CAIRO -- Abdel-Fatah al-Sisi, Egypt's former military chief who is poised to win the presidency in elections later this month, said in an interviewed aired Sunday that he said he would not allow a religious leadership, which is how he said his ousted rivals the Muslim Brotherhood tried to present itself, to exist in parallel to the state and its religious institutions.
Al-Sisi was speaking with the Emirates-based Sky News Arabia, giving his first televised interview as a presidential candidate to foreign media. The first part of the interview was broadcast Sunday. Riding on a wave of nationalist fervor, the 59-year old al-Sisi faces a single rival in the May 26-27 vote. The media and supporters tout him as the nation's savior for ousting the elected Islamist president, Mohamed Morsi, in July following massive rallies against him and a rising specter of civilian infighting.
Al-Sisi repeated his criticism of Morsi's term in office and the Brotherhood's rise to power, saying the group maintained a parallel leadership and was concerned about amassing power and not solving the country's problems. He said the group must reassess its ideology.
Al-Sisi said the Brotherhood has lost the trust of Egyptians. "It is their problem, not mine. They need to reevaluate themselves," he said, accusing the group of turning a political problem into a religious war.
"It is not an animosity, it is not revenge between me and them," he said.
The government has branded the Brotherhood a terrorist group, accusing it of orchestrating a violent campaign to destabilize the country. The Brotherhood denies it adopts violent means and accuses the government of seeking to smear its name.
Thousands of Morsi supporters and leading figures in his Brotherhood are behind bars on charges varying from holding illegal protests to inciting and carrying out violent attacks and cooperating with foreign militant groups. More than 1,300 were also killed in the security crackdown on protests.
Al-Sisi refused to comment on mass trials and sentences against Brotherhood members, including a death sentence already issued against the group's leader Mohammed Badie on charges he instigated violence. The sentence can be appealed. He said the courts are independent and the law must be respected.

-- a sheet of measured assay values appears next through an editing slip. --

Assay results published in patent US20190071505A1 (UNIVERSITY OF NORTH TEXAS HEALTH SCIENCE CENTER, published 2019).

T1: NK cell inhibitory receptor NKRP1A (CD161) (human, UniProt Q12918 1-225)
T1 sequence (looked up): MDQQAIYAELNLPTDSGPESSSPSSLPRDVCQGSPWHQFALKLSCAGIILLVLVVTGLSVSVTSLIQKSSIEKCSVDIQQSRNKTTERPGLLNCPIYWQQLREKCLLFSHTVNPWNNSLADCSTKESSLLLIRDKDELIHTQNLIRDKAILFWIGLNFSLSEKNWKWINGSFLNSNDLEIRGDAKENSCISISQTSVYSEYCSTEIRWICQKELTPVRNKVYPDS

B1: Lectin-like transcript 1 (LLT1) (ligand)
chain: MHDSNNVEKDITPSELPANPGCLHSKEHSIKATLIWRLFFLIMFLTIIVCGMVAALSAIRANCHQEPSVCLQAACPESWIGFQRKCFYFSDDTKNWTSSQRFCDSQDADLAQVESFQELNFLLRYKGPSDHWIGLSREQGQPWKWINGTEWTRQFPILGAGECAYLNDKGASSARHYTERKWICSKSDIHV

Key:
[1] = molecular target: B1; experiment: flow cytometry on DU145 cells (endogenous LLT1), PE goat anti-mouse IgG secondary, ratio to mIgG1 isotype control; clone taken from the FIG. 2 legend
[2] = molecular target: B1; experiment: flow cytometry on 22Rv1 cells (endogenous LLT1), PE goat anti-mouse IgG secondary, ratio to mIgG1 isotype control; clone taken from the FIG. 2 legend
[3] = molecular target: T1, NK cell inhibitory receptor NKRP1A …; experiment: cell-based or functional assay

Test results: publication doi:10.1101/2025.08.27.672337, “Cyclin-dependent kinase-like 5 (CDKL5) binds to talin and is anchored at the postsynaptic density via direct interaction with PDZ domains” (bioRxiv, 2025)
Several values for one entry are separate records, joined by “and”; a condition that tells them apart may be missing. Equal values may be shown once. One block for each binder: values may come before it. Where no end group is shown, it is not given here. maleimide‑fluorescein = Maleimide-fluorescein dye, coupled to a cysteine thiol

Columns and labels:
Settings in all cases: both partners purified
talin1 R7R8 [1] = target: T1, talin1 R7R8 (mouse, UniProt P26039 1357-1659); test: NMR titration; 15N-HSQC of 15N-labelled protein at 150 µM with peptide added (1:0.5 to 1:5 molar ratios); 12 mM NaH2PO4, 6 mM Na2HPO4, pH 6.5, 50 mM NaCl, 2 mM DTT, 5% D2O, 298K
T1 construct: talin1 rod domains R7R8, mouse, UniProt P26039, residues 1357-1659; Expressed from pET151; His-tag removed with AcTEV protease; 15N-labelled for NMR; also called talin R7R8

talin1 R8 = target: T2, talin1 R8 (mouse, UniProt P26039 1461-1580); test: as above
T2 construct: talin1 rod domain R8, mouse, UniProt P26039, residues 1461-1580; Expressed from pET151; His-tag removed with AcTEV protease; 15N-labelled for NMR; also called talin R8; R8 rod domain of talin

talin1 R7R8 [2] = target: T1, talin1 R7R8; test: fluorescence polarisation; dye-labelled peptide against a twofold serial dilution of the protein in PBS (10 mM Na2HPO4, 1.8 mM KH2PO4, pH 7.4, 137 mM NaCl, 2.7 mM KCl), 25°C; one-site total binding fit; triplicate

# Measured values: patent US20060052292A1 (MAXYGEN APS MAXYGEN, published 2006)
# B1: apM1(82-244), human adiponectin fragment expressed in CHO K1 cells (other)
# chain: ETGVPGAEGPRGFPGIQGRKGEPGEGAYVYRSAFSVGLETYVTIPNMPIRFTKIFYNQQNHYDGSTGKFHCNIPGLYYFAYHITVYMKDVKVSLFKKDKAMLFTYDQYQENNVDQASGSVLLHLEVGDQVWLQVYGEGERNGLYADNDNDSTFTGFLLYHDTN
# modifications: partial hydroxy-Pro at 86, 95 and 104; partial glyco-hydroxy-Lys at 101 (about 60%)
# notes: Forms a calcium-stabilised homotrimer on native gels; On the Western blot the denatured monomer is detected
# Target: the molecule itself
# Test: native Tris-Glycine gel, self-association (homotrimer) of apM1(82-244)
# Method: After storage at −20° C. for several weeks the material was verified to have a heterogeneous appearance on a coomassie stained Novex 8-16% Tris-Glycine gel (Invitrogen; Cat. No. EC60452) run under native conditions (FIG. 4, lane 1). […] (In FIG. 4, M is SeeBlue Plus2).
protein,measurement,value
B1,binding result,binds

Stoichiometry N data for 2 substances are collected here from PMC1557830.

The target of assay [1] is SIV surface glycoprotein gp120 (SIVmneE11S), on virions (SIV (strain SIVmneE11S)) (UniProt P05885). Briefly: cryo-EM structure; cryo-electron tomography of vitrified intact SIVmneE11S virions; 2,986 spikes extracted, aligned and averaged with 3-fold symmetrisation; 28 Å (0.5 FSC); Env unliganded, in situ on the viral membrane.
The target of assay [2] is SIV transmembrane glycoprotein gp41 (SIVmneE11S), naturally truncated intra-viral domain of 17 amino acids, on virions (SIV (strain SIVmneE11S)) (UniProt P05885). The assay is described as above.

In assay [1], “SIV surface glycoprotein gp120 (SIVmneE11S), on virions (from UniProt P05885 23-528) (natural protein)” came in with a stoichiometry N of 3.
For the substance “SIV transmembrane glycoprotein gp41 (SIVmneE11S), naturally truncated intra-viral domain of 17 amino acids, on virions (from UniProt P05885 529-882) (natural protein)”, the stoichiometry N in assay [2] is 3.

Prosecutors on Sunday said seven alleged Muslim Brotherhood members were sentenced to life in prison for blocking a highway and damaging a security post outside of Cairo last summer after security forces violently broke up sit-ins supporting Morsi.
Another court on Sunday sentenced 36 students from an Islamic university in Cairo to four years imprisonment for taking part in a December protest against Morsi's overthrow.
The crackdown has widened to include secular and non-Islamist critics of the current interim government's campaign to quell dissent, including issuing a draconian protest law that bans all political gatherings and protests without prior permission and imposes heavy fines and jail times for violators.
Al-Sisi defended the law and repeated his concern for improving security and fighting terrorism, saying police must be given the chance to combat militants and not be distracted with protests. "We want to give the police the chance to work with its current capabilities in better circumstances," he said.
The turmoil in Egypt has also included violent attacks against security forces and the military, most claimed by militant groups who say they are avenging the authorities' crackdown on Islamists and protesters. The government says more than 400 policeman and military troops were killed in that violence.
On Sunday, security officials said suspected militants attacked an army convoy in the restive Sinai Peninsula, killing one soldier and wounding another.
The former army chief said he has plans to make improvements in people's living conditions within two years but will step down if they rise up against him - without waiting for the army to remove him.
The protesters were complaining that a year into office Morsi and his Islamist group the Muslim Brotherhood were monopolizing power. Morsi refused to step down or hold a referendum on his leadership following an ultimatum from al-Sisi.
The military also moved in to replace longtime autocrat Hosni Mubarak in 2011 after days of protests against him. Mubarak stepped down, and the military ruled for a transitional period before Morsi was elected as part of the Brotherhood's steady, subsequent sweep at the ballot box.
Al-Sisi said he has plans to make improvements in people's living conditions within two years but will step down if they rise up against him -- without waiting for the army to remove him.
"Do you think I will wait for a third time? If people go down to protest, I will say, I am at your service," he said. "I can't wait until the army asks me to (step down), I can't be like this. I fear for my country. I fear for the people."
Al-Sisi retired in March to run for office, but he was a career military officer and is unlikely to be at odds with the armed forces, which have provided all of Egypt's presidents except for Morsi since 1952. Al-Sisi was head of military intelligence when the uprising against Mubarak erupted in 2011 and was promoted to defense minister by Morsi.
This was al-Sisi's second televised interview of the campaign. Last week, he gave his first interview to two Egyptian private TV stations. He has so far made no street appearances campaigning because of security concerns.
Al-Sisi said he plans to be frank with Egyptians about the extent of their problems, hoping they will lower their expectations and line up behind him to solve the country's challenging economic and security problems. "We say if things go according to our planning, they will see improvements within two years."
Al-Sisi said widening poverty, rising internal and external debts and an energy crunch are the country's most pressing economic problems.
"On my own, I can't" solve the problem, he stressed.